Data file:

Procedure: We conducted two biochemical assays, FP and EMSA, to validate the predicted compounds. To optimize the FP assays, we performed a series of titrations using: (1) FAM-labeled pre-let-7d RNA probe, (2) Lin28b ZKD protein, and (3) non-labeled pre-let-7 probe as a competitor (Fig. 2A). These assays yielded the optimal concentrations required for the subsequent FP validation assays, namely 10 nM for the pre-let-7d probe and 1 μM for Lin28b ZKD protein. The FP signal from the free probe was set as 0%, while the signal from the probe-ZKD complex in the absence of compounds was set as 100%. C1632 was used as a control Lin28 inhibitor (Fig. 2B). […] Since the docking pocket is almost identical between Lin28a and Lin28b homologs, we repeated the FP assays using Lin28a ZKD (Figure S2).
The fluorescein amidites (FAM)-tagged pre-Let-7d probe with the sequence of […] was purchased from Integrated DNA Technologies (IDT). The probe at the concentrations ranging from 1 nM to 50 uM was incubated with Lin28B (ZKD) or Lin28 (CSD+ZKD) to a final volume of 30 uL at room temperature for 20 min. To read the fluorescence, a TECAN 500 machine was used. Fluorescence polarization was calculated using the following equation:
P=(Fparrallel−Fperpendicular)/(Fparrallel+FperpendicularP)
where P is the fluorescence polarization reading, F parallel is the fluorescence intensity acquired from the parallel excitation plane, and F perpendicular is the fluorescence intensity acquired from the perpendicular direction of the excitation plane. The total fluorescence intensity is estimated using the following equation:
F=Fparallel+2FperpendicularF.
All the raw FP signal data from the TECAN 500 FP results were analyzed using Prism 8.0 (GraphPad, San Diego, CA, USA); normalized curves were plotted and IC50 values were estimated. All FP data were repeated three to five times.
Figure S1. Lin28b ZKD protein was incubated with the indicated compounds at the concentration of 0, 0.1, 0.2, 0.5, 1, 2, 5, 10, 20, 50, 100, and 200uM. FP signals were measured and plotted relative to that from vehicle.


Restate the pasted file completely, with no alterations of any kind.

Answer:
Procedure: We conducted two biochemical assays, FP and EMSA, to validate the predicted compounds. To optimize the FP assays, we performed a series of titrations using: (1) FAM-labeled pre-let-7d RNA probe, (2) Lin28b ZKD protein, and (3) non-labeled pre-let-7 probe as a competitor (Fig. 2A). These assays yielded the optimal concentrations required for the subsequent FP validation assays, namely 10 nM for the pre-let-7d probe and 1 μM for Lin28b ZKD protein. The FP signal from the free probe was set as 0%, while the signal from the probe-ZKD complex in the absence of compounds was set as 100%. C1632 was used as a control Lin28 inhibitor (Fig. 2B). […] Since the docking pocket is almost identical between Lin28a and Lin28b homologs, we repeated the FP assays using Lin28a ZKD (Figure S2).
The fluorescein amidites (FAM)-tagged pre-Let-7d probe with the sequence of […] was purchased from Integrated DNA Technologies (IDT). The probe at the concentrations ranging from 1 nM to 50 uM was incubated with Lin28B (ZKD) or Lin28 (CSD+ZKD) to a final volume of 30 uL at room temperature for 20 min. To read the fluorescence, a TECAN 500 machine was used. Fluorescence polarization was calculated using the following equation:
P=(Fparrallel−Fperpendicular)/(Fparrallel+FperpendicularP)
where P is the fluorescence polarization reading, F parallel is the fluorescence intensity acquired from the parallel excitation plane, and F perpendicular is the fluorescence intensity acquired from the perpendicular direction of the excitation plane. The total fluorescence intensity is estimated using the following equation:
F=Fparallel+2FperpendicularF.
All the raw FP signal data from the TECAN 500 FP results were analyzed using Prism 8.0 (GraphPad, San Diego, CA, USA); normalized curves were plotted and IC50 values were estimated. All FP data were repeated three to five times.
Figure S1. Lin28b ZKD protein was incubated with the indicated compounds at the concentration of 0, 0.1, 0.2, 0.5, 1, 2, 5, 10, 20, 50, 100, and 200uM. FP signals were measured and plotted relative to that from vehicle.